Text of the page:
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Discussion Starter #1
Hi,

I have just finished repairing my Barone NY Wood Tenor Mouthpiece. I had a couple of trials and am now very pleased with the result. A 3mm crack opened up the full length of the table and as I enjoy using the piece I thought I would have a go and repair it. After some experimentation, it is now back as good as ever and it generates a good reed 'pop' now.

View attachment 3411

If you look closely you can see the old split down the middle.

View attachment 3412

The build up around the brass ring is epoxy to create a good seal which was missing....



So, anyone out there who is thinking of dumping a split wooden mouthpiece, please don't... I may well be interested in having a go at repairing it...
 

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So you did that yourself with epoxy, wow!

What caused the crack in the first place?

I have a wood LeBayle for bari and I'd like to know what precautions to take to avoid cracking and warping, besides the obvious ones....cleaning and drying after every use, oiling it regulary and being careful in cold weather.
 

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daigle

I think the crack was caused by the different expansion rate of the brass collar and the wood as the split occurred on a very hot day in summer, though I am not sure.

I got the mouthpiece 2nd hand and I think the split was already starting, it just blew apart in the hot weather.
 

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That's very plausible.
I have a small brass ring around the shank so I'll be careful in hot weather also.

So a hot summer day in England would be around 15 or 20 celsius? ;)
 

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Discussion Starter #6
I should never have taken the photo.... Turned around, posted on here, went to get the mouthpiece and the dog has chewed it.... Thankfully I did not spend too much on it..

Anyone got a cracked wooden tenor for me as this one has no hope of repair again!!!!

Serves me right I guess for posting and not practicing...
 

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Oooooh !!!
Man that hurts.
I hope you were not responding to my post when that happened.
 

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daigle65 said:
Oooooh !!!
Man that hurts.
I hope you were not responding to my post when that happened.
No.... I was just stupid enough to leave it on the table after photographing it... Never do that again!!!

BTW it reached the mid to high 20's last summer even in England....
 

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I think you have given us some good reasons not to buy a wooden mouthpiece. Did you "pin" the crack after you glued it as is done with wooden oboes and clarinets? This is usually done to prevent the wood from splitting again along the same seam.

Also, were you able to get the area of the repaired crack perfectly flat following the repair? From the photo there appears to be a slight indentation still where the crack occurred. In our shop we often use a small drop of super glue followed instantly with powdered grenadilla dust to fill cracks. The excess is carefully filed and sanded to match the original contour of the surface and then lightly polished.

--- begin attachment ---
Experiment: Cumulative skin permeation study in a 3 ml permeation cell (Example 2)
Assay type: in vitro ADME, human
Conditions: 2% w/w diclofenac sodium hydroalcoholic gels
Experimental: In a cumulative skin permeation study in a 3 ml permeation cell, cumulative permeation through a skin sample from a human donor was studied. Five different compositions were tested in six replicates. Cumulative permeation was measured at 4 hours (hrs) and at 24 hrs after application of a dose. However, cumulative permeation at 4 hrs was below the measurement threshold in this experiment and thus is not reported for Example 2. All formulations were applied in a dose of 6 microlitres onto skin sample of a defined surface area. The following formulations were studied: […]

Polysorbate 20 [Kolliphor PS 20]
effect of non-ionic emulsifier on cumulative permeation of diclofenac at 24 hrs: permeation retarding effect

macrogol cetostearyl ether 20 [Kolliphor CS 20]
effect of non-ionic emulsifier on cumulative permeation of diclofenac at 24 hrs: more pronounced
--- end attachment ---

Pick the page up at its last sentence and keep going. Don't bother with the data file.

One would need to be very careful using this technique on a mouthpiece table, since it must be perfectly flat. Any excessive sanding of the entire table of course would change the lay and the tip opening.

John
 

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Discussion Starter #10
jbtsax said:
I think you have given us some good reasons not to buy a wooden mouthpiece. Did you "pin" the crack after you glued it as is done with wooden oboes and clarinets? This is usually done to prevent the wood from splitting again along the same seam.

Also, were you able to get the area of the repaired crack perfectly flat following the repair? From the photo there appears to be a slight indentation still where the crack occurred. In our shop we often use a small drop of super glue followed instantly with powdered grenadilla dust to fill cracks. The excess is carefully filed and sanded to match the original contour of the surface and then lightly polished.

One would need to be very careful using this technique on a mouthpiece table, since it must be perfectly flat. Any excessive sanding of the entire table of course would change the lay and the tip opening.

John
John,

The advantage of the Barone is that it sits around a brass tube (and the tube extends about an inch inside the mouthpiece). I sanded the outside of the tube to ensure a good adhesive surface so there was no need for pinning.

I filled the slight remaining gap with epoxy and sanded it very carefully flat. Next time, I will take your advice about super glue and dust to match the colour. On this piece, the expoxy is clear so it looks like an indentation.

Mind you, now the dog has chewed it, the table is less than flat:x :x :x :x :x
 

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A brass tube into a wooden cylinder is a very questionable piece of engineering - doing it in wild grain (sinhalese ebony?) is really asking for trouble.

As the moisture content of the timber varies it shrinks and swells - by differing amounts in different directions - so you are almost certain to get either splitting or a very loose fit - an unlucky victim could get both.

Sorry to hear about the dog.

I knew a guy who thought he'd found "The Piece", it was french, and made of ebony and of course a one-off from a long-dead artisan in......

Before placing your jeans in the washing machine - CHECK THE POCKETS.
 
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